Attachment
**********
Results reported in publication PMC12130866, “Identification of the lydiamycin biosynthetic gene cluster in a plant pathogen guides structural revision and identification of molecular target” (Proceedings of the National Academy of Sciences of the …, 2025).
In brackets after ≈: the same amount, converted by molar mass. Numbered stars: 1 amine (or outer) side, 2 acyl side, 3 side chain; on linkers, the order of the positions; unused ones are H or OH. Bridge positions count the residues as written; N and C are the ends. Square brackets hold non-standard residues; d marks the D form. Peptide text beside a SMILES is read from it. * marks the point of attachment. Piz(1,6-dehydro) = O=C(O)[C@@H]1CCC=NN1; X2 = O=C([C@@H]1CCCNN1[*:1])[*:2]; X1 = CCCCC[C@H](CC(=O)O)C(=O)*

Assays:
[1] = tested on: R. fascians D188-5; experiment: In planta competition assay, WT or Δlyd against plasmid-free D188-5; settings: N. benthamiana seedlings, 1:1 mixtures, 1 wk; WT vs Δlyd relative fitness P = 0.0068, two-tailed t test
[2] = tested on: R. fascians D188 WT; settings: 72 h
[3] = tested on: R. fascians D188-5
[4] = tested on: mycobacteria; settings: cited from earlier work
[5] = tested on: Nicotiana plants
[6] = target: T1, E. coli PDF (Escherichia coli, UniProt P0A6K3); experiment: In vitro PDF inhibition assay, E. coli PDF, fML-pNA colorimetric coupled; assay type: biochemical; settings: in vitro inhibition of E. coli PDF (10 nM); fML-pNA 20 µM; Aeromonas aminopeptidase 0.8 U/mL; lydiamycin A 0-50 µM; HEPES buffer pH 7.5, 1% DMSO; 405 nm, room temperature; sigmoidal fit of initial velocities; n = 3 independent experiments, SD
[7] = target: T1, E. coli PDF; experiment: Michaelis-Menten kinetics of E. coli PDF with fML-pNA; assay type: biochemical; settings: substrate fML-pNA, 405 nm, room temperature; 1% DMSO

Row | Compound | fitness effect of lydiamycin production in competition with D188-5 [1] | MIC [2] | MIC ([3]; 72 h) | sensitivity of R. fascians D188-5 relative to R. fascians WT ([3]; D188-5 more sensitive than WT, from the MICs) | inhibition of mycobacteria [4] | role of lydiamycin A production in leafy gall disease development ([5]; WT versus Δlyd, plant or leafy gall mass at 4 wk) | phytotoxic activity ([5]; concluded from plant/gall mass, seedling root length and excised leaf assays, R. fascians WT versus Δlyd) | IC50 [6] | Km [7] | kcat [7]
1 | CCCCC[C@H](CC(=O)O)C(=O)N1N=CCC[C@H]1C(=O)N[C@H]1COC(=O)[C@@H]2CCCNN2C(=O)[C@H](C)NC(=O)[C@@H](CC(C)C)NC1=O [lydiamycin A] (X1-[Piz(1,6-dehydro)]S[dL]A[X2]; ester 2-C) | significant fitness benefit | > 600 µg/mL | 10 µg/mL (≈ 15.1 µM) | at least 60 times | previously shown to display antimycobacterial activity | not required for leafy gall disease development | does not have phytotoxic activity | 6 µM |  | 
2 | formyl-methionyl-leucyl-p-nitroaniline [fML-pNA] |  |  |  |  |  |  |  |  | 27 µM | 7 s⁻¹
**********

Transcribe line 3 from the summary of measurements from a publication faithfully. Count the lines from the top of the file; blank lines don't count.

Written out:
Assays: